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Man Pasand
Directed byBasu Chatterjee
Written byBasu Chatterjee (dialogues)
Based onPygmalion by George Bernard Shaw
Produced byAmit Khanna
StarringDev Anand
Tina Munim
CinematographyK. K. Mahajan
Edited byBabu Sheikh
Music byRajesh Roshan
Release date
  • 11 July 1980 (1980-07-11)

Man Pasand (English: Favourite) is a 1980 Hindi movie produced by Amit Khanna under the Film Unit banner and directed by Basu Chatterjee. The film stars Dev Anand, Tina Munim, Girish Karnad, Simple Kapadia, Mehmood. The film's music is by Rajesh Roshan while the lyrics were penned by Amit Khanna himself. A couple of songs from the film had become popular.

Although the film is dedicated to George Bernard Shaw—with the implication that it is based on his 1913 play Pygmalion—according to Dev Anand, the film was actually based on the 1964 film My Fair Lady.[1][2] This film is based on Marathi drama Ti Fulrani penned by P L Deshpande, which is in-turn based on George Bernard Shaw' famous play Pygmalion.

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Best friends and musicologists Pratap (Dev Anand) and Kashinath (Girish Karnad) make a bet that Pratap can transform any unpolished girl into a graceful and talented singer in only six months' time. Kashinath agrees that he will marry the girl if Pratap is successful. One night they accidentally take the wrong train after a party. They encounter Kamli (Tina Munim), a loud-mouthed vendor of neem branches on the train and Pratap tells her that she could become a skilled singer. At first, Kamli laughs at him, but changes her mind and comes to see him the next day, saying she will pay him for music lessons. Kamli moves in with the acerbic and bossy Pratap to become his full-time pupil. With the help of his invention the scalograph, Pratap teaches Kamli to sing classical music and play the tambura. Meanwhile, soft-spoken and gentlemanly Kashinath teaches her the culture of music, proper etiquette and how to talk correctly. Kamli's shiftless father Popatlal (Mehmood) shows up to complain about the unorthodox living arrangement, but the two men pay him off and send him away. They decide to test their protege and take Kamli to a party where they pass her off as part of a royal family. Unfortunately, she drinks too much and gives the game away. After the party, Kamli gives Pratap's secretary a month off and takes over his duties, becoming indispensable to her teacher. Finally, the big day arrives and Kamli performs in front of a large audience where she is a great success. Afterwards, Pratap and Kashinath congratulate themselves on their great success, forgetting Kamli's hard work. In despair about her uncertain future and filled with sadness that Pratap does not care for her, she fights with him and leaves. Pratap pretends to be indifferent. Kashinath, knowing his friend well, points out that he has obviously fallen in love with her and releases him from the bet. Pratap is miserable without Kamli, but he is too proud to ask her back. Just when he thinks she is gone forever, she returns to him.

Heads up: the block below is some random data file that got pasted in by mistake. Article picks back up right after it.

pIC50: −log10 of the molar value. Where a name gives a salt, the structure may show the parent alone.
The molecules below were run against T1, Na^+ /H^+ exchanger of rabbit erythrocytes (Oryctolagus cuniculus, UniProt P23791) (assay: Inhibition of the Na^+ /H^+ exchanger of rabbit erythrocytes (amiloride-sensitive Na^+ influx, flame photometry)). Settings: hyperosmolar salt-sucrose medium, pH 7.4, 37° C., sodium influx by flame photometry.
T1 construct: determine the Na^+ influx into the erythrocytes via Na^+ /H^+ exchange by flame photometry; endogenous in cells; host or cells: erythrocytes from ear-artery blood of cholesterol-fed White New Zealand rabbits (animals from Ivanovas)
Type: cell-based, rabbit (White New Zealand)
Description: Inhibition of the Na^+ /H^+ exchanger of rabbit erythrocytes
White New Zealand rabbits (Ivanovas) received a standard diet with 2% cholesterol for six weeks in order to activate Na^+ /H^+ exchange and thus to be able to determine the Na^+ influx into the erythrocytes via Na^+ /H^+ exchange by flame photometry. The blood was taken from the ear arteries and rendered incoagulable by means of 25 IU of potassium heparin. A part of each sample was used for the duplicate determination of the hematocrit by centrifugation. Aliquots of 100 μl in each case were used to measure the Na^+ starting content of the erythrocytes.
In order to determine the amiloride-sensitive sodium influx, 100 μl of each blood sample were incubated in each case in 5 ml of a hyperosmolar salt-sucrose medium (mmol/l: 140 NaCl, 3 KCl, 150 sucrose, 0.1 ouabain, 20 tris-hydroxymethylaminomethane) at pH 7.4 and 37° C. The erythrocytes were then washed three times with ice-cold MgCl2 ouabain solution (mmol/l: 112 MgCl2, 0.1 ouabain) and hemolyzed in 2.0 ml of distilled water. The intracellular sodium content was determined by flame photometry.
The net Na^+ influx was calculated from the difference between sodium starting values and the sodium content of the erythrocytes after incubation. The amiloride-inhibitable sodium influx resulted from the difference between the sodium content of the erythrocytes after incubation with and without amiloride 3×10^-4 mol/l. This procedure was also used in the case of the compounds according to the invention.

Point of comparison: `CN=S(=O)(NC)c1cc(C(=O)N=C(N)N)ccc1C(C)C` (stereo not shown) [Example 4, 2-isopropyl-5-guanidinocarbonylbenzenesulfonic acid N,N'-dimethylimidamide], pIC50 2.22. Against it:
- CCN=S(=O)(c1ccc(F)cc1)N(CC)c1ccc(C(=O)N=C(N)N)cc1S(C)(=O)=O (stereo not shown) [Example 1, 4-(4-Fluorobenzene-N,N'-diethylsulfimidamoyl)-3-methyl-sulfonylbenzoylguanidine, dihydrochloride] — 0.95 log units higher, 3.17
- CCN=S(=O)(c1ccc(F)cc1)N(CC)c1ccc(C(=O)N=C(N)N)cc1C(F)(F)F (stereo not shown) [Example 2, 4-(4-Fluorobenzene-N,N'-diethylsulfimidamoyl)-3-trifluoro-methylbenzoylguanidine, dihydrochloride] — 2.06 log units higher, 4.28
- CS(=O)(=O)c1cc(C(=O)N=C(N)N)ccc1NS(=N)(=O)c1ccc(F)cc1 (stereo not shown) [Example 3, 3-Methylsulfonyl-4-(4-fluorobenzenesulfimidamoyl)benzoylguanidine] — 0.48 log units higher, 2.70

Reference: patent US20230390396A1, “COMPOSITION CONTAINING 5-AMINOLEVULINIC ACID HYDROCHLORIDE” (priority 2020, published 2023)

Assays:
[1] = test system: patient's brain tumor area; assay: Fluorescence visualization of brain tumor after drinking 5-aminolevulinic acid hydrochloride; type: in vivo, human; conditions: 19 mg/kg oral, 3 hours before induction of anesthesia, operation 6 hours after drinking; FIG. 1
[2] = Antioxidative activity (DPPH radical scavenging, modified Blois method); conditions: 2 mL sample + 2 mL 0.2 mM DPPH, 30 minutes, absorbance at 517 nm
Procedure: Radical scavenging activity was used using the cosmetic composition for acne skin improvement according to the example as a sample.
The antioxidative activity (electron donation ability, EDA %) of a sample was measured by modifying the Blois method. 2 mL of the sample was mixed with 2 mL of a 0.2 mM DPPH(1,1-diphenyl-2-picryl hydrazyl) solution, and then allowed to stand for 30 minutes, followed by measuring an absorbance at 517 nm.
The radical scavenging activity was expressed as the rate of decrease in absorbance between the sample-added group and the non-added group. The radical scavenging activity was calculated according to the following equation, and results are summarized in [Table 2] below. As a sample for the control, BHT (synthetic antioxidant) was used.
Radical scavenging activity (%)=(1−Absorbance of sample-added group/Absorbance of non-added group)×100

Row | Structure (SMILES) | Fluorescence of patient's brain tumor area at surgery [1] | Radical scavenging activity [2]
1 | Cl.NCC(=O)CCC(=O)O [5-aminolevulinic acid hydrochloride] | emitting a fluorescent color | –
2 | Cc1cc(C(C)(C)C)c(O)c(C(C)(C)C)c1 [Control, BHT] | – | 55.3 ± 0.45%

The film's music was composed by Rajesh Roshan with lyrics by Amit Khanna.[3] The songs "Rehne Ko Ek Ghar" and "Hothon Pe Geet Jage" were adapted from "Wouldn't It Be Loverly" and "I Could Have Danced All Night", both originally composed by Frederick Loewe.

  1. "Logon Ka Dil Agar" (Mohammed Rafi)
  2. "Rehne Ko Ek Ghar" (T Meena)
  3. "Kabhi Shaadi Na Karo" (Kishore Kumar)
  4. "Kismat Ki Jeb Mein" (Mehmood)
  5. "Chaaru Chandra Ki Chanchal Chitwan" (Kishore Kumar, Lata Mangeshkar)
  6. "Hothon Pe Geet Jage" (Lata Mangeshkar)
  7. "Suman Sudha" (Lata Mangeshkar)
  8. "Mein Akela Apni Dhun Men Magan" (Kishore Kumar)


  1. ^ Rangan, Baradwaj (4 June 2020). "Basu Chatterjee's Gentle, Middle-Of-The-Road Cinema Was That Of The People Next Door". Film Companion. Retrieved 14 June 2021.
  2. ^ Basu Chatterjee, Dev Anand (2001). "Dev Anand Remembers": A Nostalgic Capsule in Man Pasand (DVD featurette) (in Hindi and English). Mumbai: Yash Raj Films. EAN 5028157205715. And if you have seen the picture, the film was inspired from My Fair Lady which in turn was inspired from Bernard Shaw's Pygmalion.
  3. ^ Zaveri, Hanif (2005). Mehmood, a Man of Many Moods. Popular Prakashan. p. 191. ISBN 81-7991-213-2.

External links

This page was last edited on 13 May 2024, at 13:02
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